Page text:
The goal to get HIV treatment to 15 million people by the end of 2015 has already been met, the United Nations Aids agency said, according to BBC News.
The landmark figure was reached in March - nine months ahead of schedule. It follows decades of global efforts and investment to get antiretroviral drugs to those in need - such as people living in sub-Saharan Africa.
In 2000, when the UN first set goals to combat HIV, fewer than 700,000 people were receiving these vital medicines.
According to UN Aids, the global response to HIV has averted 30 million new HIV infections and nearly eight million Aids-related deaths since the millennium.
Over the same time frame, new HIV infections have fallen from 2.6 million per year to 1.8 million, and Aids-related deaths have gone down from 1.6 million to 1.2 million.
Meanwhile, global investment in HIV has gone up from $4.8bn in 2000 to more than $20bn in 2014. And concerted action over the next five years could end the Aids epidemic by 2030, says UN Aids.
But progress has been slower in some areas.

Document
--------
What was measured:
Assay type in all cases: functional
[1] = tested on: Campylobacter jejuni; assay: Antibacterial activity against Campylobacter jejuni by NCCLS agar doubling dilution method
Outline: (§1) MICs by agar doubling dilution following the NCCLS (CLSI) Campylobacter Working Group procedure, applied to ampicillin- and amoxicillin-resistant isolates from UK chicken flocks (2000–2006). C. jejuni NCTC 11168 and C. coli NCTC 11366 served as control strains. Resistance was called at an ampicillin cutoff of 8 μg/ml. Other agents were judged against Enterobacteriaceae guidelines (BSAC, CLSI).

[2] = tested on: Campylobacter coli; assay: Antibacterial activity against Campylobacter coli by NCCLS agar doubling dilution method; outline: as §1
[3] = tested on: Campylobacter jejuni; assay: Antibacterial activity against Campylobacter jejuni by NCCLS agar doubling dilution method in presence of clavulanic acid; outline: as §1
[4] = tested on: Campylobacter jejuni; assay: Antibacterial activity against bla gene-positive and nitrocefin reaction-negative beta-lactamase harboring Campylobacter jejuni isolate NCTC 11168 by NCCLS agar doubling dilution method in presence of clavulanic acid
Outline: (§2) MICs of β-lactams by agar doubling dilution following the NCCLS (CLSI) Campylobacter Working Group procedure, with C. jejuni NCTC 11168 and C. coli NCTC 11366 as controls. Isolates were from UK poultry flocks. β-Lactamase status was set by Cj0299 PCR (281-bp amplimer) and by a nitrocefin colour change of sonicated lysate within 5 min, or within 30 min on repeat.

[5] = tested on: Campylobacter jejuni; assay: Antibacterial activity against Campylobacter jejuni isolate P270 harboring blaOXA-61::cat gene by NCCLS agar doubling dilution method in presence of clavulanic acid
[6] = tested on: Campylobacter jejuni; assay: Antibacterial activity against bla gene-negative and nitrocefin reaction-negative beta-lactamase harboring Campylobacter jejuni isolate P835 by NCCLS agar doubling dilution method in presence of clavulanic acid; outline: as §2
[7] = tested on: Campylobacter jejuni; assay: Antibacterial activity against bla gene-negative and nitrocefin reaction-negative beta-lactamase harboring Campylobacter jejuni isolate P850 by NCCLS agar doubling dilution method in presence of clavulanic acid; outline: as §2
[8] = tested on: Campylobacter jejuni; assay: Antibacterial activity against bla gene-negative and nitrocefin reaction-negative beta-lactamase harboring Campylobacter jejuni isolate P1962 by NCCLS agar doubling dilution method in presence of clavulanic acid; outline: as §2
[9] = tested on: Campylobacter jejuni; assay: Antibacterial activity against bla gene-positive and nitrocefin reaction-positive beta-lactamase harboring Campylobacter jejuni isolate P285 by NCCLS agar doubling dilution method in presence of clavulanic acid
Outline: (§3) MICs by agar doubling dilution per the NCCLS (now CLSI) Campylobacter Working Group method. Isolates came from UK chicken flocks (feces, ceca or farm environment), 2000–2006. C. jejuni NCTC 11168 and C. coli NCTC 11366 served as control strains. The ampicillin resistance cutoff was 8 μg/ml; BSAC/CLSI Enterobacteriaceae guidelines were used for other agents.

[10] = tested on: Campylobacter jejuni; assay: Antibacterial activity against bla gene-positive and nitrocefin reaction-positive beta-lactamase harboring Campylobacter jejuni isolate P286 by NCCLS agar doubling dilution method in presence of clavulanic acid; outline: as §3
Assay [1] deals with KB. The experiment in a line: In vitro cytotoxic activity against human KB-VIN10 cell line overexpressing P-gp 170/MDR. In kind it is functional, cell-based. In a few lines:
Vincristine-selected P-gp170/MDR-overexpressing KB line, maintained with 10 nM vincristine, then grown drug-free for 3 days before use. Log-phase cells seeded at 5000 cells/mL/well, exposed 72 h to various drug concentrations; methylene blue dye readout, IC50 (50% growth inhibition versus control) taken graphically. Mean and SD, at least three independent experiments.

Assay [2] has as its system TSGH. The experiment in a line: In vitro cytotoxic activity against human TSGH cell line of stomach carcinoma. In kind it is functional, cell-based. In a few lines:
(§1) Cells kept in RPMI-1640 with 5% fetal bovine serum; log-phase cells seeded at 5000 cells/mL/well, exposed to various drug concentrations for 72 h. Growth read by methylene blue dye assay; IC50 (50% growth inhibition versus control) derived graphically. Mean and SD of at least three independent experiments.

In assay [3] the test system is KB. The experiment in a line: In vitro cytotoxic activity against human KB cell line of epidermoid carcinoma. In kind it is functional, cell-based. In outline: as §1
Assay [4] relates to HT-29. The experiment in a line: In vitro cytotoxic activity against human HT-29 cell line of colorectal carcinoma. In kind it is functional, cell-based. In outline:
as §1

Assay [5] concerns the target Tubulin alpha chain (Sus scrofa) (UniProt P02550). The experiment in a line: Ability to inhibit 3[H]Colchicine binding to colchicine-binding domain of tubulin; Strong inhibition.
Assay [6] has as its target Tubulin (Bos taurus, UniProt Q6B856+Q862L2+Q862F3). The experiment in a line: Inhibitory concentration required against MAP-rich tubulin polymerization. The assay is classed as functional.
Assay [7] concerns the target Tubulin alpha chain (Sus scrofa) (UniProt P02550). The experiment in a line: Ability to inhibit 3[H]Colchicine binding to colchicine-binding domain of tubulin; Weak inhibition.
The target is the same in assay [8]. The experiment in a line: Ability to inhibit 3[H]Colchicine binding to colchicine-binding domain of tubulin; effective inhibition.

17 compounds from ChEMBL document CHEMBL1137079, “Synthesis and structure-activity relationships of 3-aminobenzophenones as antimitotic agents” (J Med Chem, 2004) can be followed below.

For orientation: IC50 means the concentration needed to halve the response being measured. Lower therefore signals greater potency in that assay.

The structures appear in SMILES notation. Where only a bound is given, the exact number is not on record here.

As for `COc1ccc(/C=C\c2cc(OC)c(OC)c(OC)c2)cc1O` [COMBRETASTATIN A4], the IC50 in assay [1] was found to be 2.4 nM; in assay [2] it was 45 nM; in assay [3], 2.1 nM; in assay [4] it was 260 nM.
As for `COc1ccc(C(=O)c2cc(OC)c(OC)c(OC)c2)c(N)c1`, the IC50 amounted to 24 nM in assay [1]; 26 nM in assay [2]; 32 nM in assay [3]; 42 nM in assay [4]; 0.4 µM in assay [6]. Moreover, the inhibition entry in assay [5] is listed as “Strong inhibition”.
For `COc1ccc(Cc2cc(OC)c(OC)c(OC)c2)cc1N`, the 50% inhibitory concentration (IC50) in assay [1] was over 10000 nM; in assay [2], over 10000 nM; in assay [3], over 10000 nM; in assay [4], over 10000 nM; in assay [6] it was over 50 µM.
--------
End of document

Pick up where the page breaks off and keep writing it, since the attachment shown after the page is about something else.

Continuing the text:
A major gap seems to be in awareness of HIV status, which is the biggest barrier to treatment access, says the report. And treatment access for children has lagged behind adults - although this is now improving.
The proportion of children living with HIV who receive antiretroviral therapy almost doubled between 2010 and 2014 (from 14% to 32%), but coverage "remains notably lower than it does for adults", says the report.
Even though new HIV infections have gone down, there is still an unacceptable number of new HIV infections each year, contributing to the burden of the epidemic.
In 2014, sub-Saharan Africa accounted for 66% of all new HIV infections. And at the last headcount, there were an estimated 25.8 million people in this region living with HIV. The estimated count for the whole world was 36.9 million.
This year sees the switch from Millennium Development Goals to broader Sustainable Development Goals.
Ban Ki-moon, Secretary General of the United Nations said: "The world has delivered on halting and reversing the Aids epidemic. Now we must commit to ending the Aids epidemic as part of the Sustainable Development Goals."
The report says the next five years will be critical and recommends front-loading investment to "sprint" towards an ambition of ending the Aids epidemic by 2030.